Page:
Credit: Colt Group.
Air quality is an important part of OSHA and sustainability requirements. No matter what type of manufacturing facility you work in, proper ventilation and air quality controls must be maintained. To help industrial businesses develop both basic and advanced skills related to industrial ventilation, ACGIH (American Conference of Governmental Industrial Hygienists) recently announced the return of its popular continuing education course, Fundamentals in Industrial Ventilation & Practical Applications of Useful Equations
on April 22-26 in Cincinnati, Ohio.
The week-long certification course has been a well-regarded event for ACGIH for more than 10 years, according to Ryan Peltier, the association's science and education manager.
The course is targeted toward all levels of industrial hygienists, Peltier says, as well as HVAC (heating, air conditioning and ventilation) engineers, and even plant managers who wish to learn more about industrial ventilation issues, solutions, and management. College students and those looking to retrain are also welcome to attend. Up to 50 individuals can attend the class.
Based in Cincinnati, Ohio, ACGIH is a "member-based organization that aims to advance occupational and environmental health." The group is best known for its work establishing the Threshold Limit Values (TLVs) for chemical substances and physical agents and Biological Exposure Indices (BEIs).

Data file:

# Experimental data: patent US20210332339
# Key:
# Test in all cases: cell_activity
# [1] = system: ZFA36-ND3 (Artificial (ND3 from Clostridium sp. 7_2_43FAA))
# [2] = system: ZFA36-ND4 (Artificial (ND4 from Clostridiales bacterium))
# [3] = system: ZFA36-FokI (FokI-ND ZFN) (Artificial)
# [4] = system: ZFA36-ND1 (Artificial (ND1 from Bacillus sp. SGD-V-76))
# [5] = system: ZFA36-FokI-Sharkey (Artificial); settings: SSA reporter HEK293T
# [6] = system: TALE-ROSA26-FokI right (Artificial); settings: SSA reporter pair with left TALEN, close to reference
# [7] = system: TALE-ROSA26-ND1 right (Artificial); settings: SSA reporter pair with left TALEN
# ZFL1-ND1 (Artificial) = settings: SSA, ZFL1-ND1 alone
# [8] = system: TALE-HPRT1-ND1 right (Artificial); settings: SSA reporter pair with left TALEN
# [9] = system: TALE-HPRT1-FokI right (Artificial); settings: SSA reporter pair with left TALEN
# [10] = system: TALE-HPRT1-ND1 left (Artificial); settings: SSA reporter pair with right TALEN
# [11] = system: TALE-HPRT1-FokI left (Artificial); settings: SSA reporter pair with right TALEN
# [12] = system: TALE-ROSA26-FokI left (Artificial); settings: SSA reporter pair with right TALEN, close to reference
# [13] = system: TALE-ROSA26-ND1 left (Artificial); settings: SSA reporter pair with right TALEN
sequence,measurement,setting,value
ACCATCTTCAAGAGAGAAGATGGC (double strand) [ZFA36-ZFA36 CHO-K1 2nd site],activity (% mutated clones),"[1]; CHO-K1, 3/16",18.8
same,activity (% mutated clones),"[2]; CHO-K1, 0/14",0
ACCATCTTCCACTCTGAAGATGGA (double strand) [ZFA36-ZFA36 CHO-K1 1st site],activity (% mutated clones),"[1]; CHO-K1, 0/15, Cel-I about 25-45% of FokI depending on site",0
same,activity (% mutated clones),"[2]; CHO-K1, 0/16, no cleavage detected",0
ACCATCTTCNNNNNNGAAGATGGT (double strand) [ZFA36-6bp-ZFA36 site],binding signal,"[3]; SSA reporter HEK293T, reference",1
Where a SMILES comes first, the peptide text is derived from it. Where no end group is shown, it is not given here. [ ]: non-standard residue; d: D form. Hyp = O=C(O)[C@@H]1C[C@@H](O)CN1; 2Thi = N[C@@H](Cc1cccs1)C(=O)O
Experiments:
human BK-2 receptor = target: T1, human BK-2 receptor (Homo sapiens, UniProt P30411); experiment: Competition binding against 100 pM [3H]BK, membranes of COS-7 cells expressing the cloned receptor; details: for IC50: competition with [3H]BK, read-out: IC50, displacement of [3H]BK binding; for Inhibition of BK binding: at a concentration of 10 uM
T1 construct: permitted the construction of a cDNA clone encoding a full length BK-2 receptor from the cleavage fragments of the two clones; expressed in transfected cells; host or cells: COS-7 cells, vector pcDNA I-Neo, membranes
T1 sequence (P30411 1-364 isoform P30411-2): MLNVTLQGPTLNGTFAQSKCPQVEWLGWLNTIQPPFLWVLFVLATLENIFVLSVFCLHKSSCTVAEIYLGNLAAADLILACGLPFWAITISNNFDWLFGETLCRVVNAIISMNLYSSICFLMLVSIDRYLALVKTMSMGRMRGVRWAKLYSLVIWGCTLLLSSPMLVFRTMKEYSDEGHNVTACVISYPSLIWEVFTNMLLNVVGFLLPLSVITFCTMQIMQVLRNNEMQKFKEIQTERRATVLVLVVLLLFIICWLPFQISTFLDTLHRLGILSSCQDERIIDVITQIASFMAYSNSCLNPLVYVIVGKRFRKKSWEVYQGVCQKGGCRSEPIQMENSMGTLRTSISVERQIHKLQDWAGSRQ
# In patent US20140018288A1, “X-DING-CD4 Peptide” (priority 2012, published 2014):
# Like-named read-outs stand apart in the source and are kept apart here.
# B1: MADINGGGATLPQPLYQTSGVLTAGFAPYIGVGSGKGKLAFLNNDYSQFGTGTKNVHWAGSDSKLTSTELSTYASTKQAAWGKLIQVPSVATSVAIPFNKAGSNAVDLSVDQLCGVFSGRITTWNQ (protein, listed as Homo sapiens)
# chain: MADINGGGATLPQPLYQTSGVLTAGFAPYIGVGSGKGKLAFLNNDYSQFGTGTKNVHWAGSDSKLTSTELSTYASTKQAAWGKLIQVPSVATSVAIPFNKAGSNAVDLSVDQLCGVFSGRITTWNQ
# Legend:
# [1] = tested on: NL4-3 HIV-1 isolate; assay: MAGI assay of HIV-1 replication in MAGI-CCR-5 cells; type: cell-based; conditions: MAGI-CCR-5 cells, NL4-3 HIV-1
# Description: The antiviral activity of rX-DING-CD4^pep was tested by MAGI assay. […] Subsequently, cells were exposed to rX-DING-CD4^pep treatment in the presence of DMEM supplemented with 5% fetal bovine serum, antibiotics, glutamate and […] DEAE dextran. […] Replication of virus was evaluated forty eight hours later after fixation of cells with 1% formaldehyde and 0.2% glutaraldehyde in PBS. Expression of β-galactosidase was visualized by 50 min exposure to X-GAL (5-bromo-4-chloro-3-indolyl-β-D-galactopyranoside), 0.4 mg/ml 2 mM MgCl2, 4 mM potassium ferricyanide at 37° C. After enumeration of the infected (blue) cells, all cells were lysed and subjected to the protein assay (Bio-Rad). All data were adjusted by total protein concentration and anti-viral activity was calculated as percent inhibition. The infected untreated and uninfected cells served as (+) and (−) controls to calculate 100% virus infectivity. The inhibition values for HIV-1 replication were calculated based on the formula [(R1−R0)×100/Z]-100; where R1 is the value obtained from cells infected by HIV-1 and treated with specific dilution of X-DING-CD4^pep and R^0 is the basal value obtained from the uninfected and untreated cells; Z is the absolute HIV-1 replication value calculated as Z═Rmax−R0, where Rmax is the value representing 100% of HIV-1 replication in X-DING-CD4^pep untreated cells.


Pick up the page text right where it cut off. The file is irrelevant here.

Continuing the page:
The course is a mixture of academic lecture and hands-on work. "As the students learn, they work at the lab with instructors and take measurements," Peltier says. Attendees will determine air flow rates, perform flow calculations and handle pressure measurements.
The first part, Fundamentals in Industrial Ventilation, will teach attendees the behavior of air and chemical contaminants in the air. It will also explore industrial process exhaust system design (including ACGIH calculation methods), the make-up and supply of air ventilation systems, and troubleshooting techniques.
Practical Applications of Useful Equations will closely follow Quantitative Industrial Hygiene: A Formula Workbook, a reference guide published by ACGIH, to assist in the understanding and application of the many industrial hygiene formulas and relationships. The workbook will be supplied to participants.
Attendees will receive other work by ACGIH, such as Industrial Ventilation: A Manual of Recommended Practice for Design, 28th Edition; Industrial Ventilation: A Manual of Recommended Practice for Operation and Maintenance; an ACGIH Velocity Pressure Method Calculation Spreadsheet for performing calculations and equations taught in the course.
This course contains 32 hours of instruction and may be eligible for ABIH CM
credit. The course may also qualify for 3.2 BCSP Continuance of Certification (COC) Points for Certified Safety Professionals. Certificates of Completion will be presented at the conclusion of the course.
In addition to the April dates, Fundamentals in Industrial Ventilation & Practical Applications of Useful Equations
will also be held Sept. 16-20
and Nov. 4-8